7. Crowdsource. It’s a tactic I use frequently. Poll your friends/colleagues/fellow bloggers around a specific topic (here I polled a few folks on their favorite non-PR blogs to read). It’s an effective way to build a post using the collective brainpower of your community.
8. Don’t forget about the little things. I wrote a post earlier this year about this approach. My muse: A guy using a full iMac in a local Caribou Coffee shop. You might be surprised what piques your readers’ interest.
9. Summarize a Twitter chat. My favorite example here is fellow solo PR pro Kellye Crane and her #solopr weekly chat. Kellye always posts a recap a day or so after the chat summarizing the discussion and highlighting the key points.
10. Talk about your day. A tribute to my son (we “talk about his day” every night before bed). Think back to what happened during your day. Often, there’s a nugget you can mine for a post.
11. How-to posts. My friend and colleague, Tony Saucier, does a great job with how-to posts on his Pounded Thumb blog. What can you teach people to do on your blog? Think about that and create a how-to series of your own.
12. Repurpose presentations. David Griner does a great job repurposing his presentations on the Social Path blog regularly. But, he doesn’t just throw the slide deck up on the blog—he provides a bit of much-needed context leading in. Great way to take advantage of content you already have in the can.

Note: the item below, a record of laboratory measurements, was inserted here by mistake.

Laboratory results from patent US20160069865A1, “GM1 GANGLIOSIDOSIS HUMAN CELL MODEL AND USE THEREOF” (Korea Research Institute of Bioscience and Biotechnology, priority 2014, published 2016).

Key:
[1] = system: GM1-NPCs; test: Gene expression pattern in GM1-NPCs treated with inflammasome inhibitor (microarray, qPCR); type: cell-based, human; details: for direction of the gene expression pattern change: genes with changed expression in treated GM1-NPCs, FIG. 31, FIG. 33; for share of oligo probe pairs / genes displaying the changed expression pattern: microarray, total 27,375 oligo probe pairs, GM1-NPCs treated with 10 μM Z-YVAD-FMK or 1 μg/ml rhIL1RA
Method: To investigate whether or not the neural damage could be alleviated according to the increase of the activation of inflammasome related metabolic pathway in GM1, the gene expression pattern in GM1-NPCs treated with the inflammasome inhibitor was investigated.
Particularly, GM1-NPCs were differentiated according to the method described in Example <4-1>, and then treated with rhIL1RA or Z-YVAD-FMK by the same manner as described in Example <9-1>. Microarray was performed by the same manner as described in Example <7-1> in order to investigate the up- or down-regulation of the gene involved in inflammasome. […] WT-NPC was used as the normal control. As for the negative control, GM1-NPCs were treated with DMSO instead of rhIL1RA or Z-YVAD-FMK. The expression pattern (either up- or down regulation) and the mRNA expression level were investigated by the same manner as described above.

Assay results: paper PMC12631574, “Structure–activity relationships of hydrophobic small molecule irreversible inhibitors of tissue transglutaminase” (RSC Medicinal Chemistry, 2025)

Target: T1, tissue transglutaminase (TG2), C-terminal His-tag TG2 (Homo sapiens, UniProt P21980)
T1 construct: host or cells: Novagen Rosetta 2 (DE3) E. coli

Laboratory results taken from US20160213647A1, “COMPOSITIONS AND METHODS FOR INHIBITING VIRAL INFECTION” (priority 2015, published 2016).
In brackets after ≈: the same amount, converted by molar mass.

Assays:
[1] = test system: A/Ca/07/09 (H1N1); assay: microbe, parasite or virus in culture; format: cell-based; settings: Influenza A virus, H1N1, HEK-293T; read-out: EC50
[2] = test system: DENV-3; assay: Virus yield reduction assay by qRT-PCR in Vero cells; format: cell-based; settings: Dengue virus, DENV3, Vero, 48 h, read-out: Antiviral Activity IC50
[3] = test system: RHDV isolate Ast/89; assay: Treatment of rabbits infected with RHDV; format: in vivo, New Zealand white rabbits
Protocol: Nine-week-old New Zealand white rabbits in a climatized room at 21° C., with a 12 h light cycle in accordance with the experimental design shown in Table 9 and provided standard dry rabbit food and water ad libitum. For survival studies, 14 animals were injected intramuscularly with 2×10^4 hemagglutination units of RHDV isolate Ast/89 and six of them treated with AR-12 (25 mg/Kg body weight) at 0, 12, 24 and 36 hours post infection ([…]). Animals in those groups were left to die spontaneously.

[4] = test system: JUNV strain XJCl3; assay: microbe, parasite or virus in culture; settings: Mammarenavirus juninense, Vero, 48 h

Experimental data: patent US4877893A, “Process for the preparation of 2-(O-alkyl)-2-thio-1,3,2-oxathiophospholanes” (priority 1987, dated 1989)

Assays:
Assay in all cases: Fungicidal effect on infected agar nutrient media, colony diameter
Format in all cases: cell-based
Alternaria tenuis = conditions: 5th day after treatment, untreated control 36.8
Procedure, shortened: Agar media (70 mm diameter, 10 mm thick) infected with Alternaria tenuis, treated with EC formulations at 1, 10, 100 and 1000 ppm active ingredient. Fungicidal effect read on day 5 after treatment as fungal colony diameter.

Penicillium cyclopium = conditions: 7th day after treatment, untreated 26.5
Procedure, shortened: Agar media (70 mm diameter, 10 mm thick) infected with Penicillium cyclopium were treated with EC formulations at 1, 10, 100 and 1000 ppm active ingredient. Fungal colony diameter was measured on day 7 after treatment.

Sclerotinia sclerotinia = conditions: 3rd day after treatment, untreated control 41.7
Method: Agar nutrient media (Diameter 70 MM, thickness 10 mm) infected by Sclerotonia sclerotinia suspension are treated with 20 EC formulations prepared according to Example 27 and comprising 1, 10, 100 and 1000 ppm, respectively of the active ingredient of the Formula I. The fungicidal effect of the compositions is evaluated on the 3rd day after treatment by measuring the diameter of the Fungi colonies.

13. Book reviews. See #2 above.
14. Get personal. I wrote a post dubbed “The opportunity cost of success” a couple weeks ago. It was a personal topic for me and I opened up a bit. I was surprised by the responses. In fact, after thanking one commenter via e-mail, he wrote back a four-page-long e-mail talking about his personal story and struggle with work-life balance. One lesson I’ve learned over the last two years of blogging: don’t be afraid to cut open a vein.
15. Use e-mail to spark new ideas. While most e-mail is garbage on any given day, pay attention to the meaningful strings in your day and see if you can’t identify a post idea or two in there somewhere.
16. Chronicle a challenge. Think about a new skill you want to learn, or a new tool you want to learn how to use. Then, write about the process you’re using to acquire that skill or learn about that tool. We can all benefit by how we learn.